Jan 16, 2008
On the borders of Peru and Bolivia lies Lake Titicaca, the highest commercially navigable lake in the world (3,820m./12,532 ft.).
With a surface area of approximately 8,300 square kilometres (3,204 miles2) Titicaca is South America's largest freshwater lake. It is magical, sacred and serene and the most beautiful lake I have ever seen.
The water of Titicaca has an amazing dark cobalt blue color. Wonderful islands such as the Floating Islands and the Island of the Sun are scattered throughout the tranquil lake and can be visited from the nearby towns of Puno and Copacabana.
Lake Titicaca has long been considered a sacred place among indigenous Andean peoples. In touch with the spirit of Mama Qota, or Sacred Mother, they believe that powerful spirits live in the lake's depths.
According to Andean legend, Lake Titicaca was the birthplace of civilization. Viracocha, the creator deity, lightened a dark world by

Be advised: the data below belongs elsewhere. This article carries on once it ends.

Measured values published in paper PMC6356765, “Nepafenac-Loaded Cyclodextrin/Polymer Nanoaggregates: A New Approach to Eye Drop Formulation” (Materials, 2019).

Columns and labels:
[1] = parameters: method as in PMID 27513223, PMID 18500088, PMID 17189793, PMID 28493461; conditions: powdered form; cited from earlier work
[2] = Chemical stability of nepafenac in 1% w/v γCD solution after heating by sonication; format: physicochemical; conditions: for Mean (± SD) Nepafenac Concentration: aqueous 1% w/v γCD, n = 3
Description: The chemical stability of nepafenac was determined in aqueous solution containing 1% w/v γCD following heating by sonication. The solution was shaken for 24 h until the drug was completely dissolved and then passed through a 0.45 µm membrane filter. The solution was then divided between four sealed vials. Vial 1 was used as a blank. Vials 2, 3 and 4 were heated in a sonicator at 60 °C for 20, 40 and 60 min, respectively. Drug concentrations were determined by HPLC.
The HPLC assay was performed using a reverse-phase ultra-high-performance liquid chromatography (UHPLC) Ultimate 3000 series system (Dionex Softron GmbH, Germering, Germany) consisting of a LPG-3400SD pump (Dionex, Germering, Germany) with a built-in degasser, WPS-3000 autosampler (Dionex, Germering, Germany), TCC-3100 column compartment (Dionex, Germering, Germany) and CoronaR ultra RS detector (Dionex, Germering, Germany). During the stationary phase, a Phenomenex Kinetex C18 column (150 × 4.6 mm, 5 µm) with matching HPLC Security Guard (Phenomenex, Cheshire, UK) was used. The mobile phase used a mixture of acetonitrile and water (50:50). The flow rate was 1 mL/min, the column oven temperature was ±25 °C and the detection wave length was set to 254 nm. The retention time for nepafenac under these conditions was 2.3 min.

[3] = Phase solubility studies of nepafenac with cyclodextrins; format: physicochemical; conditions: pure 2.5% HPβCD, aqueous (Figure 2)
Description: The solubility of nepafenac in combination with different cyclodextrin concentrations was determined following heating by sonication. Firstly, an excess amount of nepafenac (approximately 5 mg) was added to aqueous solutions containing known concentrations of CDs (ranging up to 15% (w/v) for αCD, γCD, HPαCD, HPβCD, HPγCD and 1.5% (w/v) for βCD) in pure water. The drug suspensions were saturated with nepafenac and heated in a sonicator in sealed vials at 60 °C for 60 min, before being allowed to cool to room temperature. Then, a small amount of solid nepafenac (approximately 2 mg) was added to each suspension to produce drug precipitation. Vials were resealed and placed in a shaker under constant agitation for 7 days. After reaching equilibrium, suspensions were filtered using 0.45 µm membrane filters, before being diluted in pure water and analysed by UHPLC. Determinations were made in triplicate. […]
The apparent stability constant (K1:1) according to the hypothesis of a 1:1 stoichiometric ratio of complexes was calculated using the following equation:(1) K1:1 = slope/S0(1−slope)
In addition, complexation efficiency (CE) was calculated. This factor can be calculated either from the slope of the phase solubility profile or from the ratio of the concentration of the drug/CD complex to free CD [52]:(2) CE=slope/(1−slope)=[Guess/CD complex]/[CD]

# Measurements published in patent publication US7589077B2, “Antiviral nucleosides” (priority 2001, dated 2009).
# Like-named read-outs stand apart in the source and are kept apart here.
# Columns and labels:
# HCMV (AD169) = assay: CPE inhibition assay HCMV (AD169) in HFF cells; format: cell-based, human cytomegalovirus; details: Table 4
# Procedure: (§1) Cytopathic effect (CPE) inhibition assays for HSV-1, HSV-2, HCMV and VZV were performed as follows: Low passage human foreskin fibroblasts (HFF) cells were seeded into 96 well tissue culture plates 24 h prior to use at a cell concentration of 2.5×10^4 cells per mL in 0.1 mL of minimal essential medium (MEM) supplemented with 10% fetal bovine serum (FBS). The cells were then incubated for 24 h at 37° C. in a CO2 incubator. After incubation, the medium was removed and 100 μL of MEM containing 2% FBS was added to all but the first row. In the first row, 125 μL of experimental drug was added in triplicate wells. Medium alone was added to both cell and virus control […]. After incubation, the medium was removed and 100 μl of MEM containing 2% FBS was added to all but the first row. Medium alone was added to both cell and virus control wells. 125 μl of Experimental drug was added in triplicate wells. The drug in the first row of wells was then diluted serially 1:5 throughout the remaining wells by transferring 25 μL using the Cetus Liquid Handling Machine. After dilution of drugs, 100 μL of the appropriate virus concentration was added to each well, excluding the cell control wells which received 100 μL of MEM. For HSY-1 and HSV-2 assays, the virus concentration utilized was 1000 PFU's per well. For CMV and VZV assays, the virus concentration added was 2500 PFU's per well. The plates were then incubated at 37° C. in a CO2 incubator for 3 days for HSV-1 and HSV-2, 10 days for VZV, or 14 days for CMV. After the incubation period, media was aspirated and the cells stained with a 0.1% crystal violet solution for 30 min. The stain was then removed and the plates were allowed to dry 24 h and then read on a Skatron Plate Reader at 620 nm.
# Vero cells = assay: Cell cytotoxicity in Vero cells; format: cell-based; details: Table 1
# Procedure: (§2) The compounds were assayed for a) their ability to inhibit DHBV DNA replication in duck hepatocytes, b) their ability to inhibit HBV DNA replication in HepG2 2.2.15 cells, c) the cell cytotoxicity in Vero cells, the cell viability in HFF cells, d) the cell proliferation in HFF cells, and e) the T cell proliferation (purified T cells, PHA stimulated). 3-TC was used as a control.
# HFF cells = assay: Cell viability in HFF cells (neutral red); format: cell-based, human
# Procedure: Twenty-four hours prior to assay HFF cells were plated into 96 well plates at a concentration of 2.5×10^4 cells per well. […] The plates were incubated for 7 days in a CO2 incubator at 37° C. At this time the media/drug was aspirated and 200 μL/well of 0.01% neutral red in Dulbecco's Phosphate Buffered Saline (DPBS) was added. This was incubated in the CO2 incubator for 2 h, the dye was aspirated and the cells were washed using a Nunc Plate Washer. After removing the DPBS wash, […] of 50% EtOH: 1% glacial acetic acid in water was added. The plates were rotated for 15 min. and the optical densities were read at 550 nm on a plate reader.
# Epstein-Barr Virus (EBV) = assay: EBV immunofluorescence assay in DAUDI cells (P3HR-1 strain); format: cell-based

having the sun, moon, and stars rise from the lake to occupy their places in the sky.
Worthy of such mystical associations, Lake Titicaca is a dazzling sight. Its deep azure waters seemingly extend forever across the altiplano, under the monstrously wide sky at an elevation of more than (3,820m./12,532 ft.). The lake covers more than 8,500 sq. km (3,315 sq. miles); it is 176km (109 miles) long and 50km (31 miles) wide.
The sun is extraordinarily intense at this altitude, scorching off 600 cubic meters of water per second. Daybreak and sunset are particularly stunning to witness.
Check out some of these wonderful budget hostels at the shores of Lake Titicaca in Puno (Peru) and Copacabana (Bolivia). Or try these wonderful hotels in Puno (Peru) and Copacabana.